Attrition and divisional shifts have created a unique scheduling scenario for the upcoming high school football season with teams in Class D North playing two more regular-season games than their counterparts in southern Maine.
Class D North, or the LTC, has adopted a nine-game regular-season schedule for the season that begins Sept. 2. Teams in Class D South, which last week dropped to eight schools after Boothbay opted to forego varsity status to play at the club level because of low player turnout and safety concerns, will play just seven games apiece during the regular season.
Individual football conferences around the state have long determined their own regular-season schedules and regional playoff formats, with the Maine Principals’ Association then administering championship games in the sport.
“[The leagues] determine how many teams will qualify for the playoffs,” said Maine Principals’ Association Assistant Executive Director Mike Burnham. “We set parameters around tiebreakers so that everybody’s playing by the same rules, but they set their schedules and playoff qualification.”
With 2016 being the second half of the Maine Principals’ Association’s current biennial classification cycle for all sports, Burnham anticipates the regular-season differential between Class D North and South football will be a one-year aberration.
“This being a classification year and all the variables out there whether it’s with cooperative teams or declining enrollments, the whole landscape of football is going to look different in a year anyways,” he said.
Class D North will have 10 schools this season compared with 12 last year because of Camden Hills’ decision midway through its 2015 schedule to drop to the club level and the shift of Medomak Valley of Waldoboro to Class D South in an effort to provide an even number of teams in both the North and South divisions for scheduling purposes.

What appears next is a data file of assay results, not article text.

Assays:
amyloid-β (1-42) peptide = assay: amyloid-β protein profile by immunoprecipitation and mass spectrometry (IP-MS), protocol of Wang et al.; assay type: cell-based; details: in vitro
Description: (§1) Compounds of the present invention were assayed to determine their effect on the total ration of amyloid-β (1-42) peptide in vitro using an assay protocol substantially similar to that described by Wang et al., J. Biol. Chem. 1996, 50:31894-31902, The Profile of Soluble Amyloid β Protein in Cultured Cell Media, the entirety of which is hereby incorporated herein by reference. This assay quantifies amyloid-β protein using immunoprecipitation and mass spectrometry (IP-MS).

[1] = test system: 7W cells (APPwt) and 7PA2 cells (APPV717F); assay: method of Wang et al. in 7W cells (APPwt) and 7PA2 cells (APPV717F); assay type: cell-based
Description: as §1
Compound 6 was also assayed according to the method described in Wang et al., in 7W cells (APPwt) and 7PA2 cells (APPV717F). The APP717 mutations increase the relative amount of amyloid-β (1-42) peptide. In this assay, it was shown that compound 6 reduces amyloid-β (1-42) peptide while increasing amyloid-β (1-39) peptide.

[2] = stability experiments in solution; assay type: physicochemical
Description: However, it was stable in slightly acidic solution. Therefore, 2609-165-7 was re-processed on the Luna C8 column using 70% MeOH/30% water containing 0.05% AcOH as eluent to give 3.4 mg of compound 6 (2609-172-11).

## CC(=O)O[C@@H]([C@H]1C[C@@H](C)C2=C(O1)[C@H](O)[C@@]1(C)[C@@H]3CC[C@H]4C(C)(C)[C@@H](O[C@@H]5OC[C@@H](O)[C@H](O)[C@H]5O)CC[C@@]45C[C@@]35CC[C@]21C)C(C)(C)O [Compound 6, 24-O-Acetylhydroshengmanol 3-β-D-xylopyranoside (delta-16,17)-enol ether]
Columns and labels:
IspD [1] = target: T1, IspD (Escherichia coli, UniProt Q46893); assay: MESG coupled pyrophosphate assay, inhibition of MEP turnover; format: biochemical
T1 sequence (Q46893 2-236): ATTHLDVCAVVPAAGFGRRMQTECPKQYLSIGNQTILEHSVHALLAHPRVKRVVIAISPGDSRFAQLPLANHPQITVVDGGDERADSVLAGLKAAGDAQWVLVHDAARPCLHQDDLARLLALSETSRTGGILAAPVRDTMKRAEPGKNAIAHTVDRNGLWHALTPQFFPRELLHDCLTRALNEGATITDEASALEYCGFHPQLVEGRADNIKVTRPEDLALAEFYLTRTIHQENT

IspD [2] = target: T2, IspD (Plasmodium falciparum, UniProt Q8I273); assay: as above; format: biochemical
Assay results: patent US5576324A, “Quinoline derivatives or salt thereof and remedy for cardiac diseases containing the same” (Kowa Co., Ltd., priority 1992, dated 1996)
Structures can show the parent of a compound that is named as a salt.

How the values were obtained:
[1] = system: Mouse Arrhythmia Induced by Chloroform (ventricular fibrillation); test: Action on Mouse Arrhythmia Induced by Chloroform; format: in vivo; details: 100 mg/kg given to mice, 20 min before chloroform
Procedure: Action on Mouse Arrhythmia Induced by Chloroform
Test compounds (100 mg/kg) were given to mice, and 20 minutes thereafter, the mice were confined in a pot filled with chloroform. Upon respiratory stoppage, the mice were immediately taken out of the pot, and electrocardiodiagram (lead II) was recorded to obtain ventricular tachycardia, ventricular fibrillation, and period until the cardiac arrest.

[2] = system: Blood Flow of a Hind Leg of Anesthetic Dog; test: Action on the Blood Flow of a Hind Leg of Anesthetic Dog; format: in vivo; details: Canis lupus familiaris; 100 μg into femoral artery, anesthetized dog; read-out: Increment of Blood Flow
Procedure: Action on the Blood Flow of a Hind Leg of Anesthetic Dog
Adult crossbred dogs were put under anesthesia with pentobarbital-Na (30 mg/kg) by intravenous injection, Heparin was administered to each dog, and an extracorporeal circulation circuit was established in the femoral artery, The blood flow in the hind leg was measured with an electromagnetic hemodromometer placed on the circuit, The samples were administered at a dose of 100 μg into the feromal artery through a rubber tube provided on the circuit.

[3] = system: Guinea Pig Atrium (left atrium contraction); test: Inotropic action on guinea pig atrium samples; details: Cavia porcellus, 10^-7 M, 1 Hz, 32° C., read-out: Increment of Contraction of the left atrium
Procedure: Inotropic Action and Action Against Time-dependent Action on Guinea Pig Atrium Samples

As a result of those changes and with just nine schools eligible for postseason play — Ellsworth-Sumner is a Class B program by enrollment but playing in Class D during its developmental phase — Class D North officials voted during the offseason to adopt a nine-game regular season with each of the 10 teams playing every other team in the league once.
That also prompted a switch from the LTC’s recent three-week, six-team regional playoff format to a two-week, four-team format.
One reason for that change, said LTC secretary-treasurer Mike Archer, athletic administrator at Orono High School, was that coaches of teams that finished first and second in the regular-season standings did not like having first-round byes.
“The teams that got the byes found that they didn’t like having that week off at the end of the season, they wanted to keep going,” said Archer. “Football’s a rhythmic sport, you play once a week, and coaches are a creature of habit and so are kids.”
Another reason was the chance to avoid needing a coin toss to determine home-field advantage during the playoffs. That was the case in Class C North last fall when Winslow and Old Town both reached the regional championship game undefeated, but because they didn’t meet earlier in the season, a coin toss was required to determine the host of their championship game.
Old Town won the coin toss, but Winslow traveled to Victory Field and won the game en route to its second straight state championship.
“It’s been so long since the LTC has had 10 teams and had an opportunity to play each other one time each and settle those things on the field,” said Archer. “If you want to make the playoffs, win enough games to do it, and this way you’ve got a chance to beat everybody else head to head.”
Under its new schedule, Class D North will be the only division statewide to play nine regular-season games.
Class D South ended the 2015 season with 10 schools, but Telstar of Bethel dropped to club status during the offseason and Boothbay announced late last week that it would drop to the club level, leaving the division with just eight teams in 2016. Only seven schools are eligible for postseason play — Medomak Valley is a Class C school by enrollment in its second and final year of developmental play.
Campbell Conference officials already had agreed on a seven-game regular-season schedule with byes included based on Telstar’s departure, then re-adjusted the master schedule after Boothbay departed the varsity ranks.
Class D South schools — Dirigo of Dixfield, Lisbon, Oak Hill of Wales, Maranacook of Readfield, Old Orchard Beach, Medomak Valley, Traip Academy of Kittery and Winthrop-Monmouth — now will play a seven-game regular season spread over eight weekends.
Each team will have one bye week, with two teams drawing byes during Weeks 1, 2, 3 and 8 and full four-game schedules in Weeks 4-7.
At least some of the teams have used their bye weeks to schedule exhibition games against club-level programs such as Telstar, Camden Hills and Sacopee Valley of South Hiram in an effort to support those programs as they attempt to build back to varsity status.
Class D South will conduct a six-team, three-week regional playoff format with the top two teams awarded first-round byes.
Last fall, Class D South used an eight-team regional playoff format.